DextrES: Wearable Haptic Feedback for Grasping in VR via a Thin Form-Factor Electrostatic Brake
DextrES is a flexible and thin form-factor haptic feedback mechanism for precise manipulation of virtual objects in VR and AR. a) Our approach provides kinesthetic feedback via electrostatic brakes and piezoelectric actuators for cutaneous feedback. b) We experimentally show that DextrES improves precision of virtual object manipulations in VR across c) a number of different types of grasps, each affording different hand poses.
We introduce DextrES, a flexible and wearable haptic glove which integrates both kinesthetic and cutaneous feedback in a thin and light form factor (weight is less than 8g). Our approach is based on an electrostatic clutch generating up to 20 N of holding force on each finger by modulating the electro-static attraction between flexible elastic metal strips to generate an electrically-controlled friction force. We harness the resulting braking force to rapidly render on-demand kinesthetic feedback. The electrostatic brake is mounted onto the the index finger and thumb via modular 3D printed articulated guides which allow the metal strips to glide smoothly. Cutaneous feedback is provided via piezo actuators at the fingertips. We demonstrate that our approach can provide rich haptic feedback under dexterous articulation of the user’s hands and provides effective haptic feedback across a variety of different grasps. A controlled experiment indicates that DextrES improves the grasping precision for different types of virtual objects. Finally, we report on results of a psycho-physical study which identifies discrimination thresholds for different levels of holding force.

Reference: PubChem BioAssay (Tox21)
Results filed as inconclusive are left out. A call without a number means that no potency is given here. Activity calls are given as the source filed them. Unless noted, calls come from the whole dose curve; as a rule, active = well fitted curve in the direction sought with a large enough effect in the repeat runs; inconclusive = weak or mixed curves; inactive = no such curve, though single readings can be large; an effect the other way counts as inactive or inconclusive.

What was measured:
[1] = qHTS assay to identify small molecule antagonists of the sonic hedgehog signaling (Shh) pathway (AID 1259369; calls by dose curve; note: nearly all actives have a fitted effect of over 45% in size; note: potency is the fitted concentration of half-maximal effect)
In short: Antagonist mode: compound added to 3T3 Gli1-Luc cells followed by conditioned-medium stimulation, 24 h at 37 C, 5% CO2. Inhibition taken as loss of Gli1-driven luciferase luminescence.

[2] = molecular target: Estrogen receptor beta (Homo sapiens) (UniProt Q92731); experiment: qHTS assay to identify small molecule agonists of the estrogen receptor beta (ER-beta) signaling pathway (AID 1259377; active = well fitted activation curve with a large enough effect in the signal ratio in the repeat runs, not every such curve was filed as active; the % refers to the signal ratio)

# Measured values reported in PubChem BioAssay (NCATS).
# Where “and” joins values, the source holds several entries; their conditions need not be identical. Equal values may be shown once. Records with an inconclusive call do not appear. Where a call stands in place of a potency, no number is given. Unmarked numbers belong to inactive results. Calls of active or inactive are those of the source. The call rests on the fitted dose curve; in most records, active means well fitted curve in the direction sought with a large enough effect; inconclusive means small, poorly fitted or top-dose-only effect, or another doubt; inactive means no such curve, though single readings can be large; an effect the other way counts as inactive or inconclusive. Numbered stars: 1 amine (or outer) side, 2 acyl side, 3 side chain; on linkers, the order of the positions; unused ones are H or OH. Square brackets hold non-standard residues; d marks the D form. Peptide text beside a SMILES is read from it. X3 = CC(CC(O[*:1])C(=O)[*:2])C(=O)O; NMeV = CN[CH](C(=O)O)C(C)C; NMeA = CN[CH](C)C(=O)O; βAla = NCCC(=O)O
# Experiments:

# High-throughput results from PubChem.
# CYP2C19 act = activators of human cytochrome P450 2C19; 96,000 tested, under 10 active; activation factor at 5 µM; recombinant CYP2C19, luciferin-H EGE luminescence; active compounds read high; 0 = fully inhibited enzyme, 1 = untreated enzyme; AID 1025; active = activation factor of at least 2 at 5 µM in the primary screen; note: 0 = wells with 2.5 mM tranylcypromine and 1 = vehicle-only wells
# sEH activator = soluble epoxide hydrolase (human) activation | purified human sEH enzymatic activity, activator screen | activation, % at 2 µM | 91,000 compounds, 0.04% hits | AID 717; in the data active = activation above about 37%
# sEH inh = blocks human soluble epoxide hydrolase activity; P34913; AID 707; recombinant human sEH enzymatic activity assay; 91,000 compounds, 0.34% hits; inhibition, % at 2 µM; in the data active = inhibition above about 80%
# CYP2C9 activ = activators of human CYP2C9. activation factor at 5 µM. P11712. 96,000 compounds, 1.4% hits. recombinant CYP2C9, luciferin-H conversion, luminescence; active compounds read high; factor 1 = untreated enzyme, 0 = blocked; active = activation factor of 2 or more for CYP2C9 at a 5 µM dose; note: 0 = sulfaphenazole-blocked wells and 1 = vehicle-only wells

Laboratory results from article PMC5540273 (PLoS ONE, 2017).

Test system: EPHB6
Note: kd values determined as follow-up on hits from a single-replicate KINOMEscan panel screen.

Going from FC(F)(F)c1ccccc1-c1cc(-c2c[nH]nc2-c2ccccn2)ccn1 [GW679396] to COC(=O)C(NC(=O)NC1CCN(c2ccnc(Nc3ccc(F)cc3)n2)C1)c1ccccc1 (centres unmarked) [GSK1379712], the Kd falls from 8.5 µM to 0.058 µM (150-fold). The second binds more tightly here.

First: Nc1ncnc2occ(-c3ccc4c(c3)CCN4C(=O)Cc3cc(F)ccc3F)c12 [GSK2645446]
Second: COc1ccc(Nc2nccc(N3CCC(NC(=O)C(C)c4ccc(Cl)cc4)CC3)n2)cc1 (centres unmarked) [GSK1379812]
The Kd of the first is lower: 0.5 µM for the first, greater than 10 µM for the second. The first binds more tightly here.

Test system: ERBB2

This work was supported in part by a grant from the Hasler Foundation (Switzerland). We thank Simon Perrault for his help in the statistical analysis, Sahan Ayvaz for his contribution in the mechanical design, Alexandru Dancu for experiment design feedback, Lilia Leung for illustration work, Nadine Besse for mounting the piezo-actuators, Sam Schlatter for electronics advice, Juan Zarate for helpful discussions, and all participants for taking part in our experiments.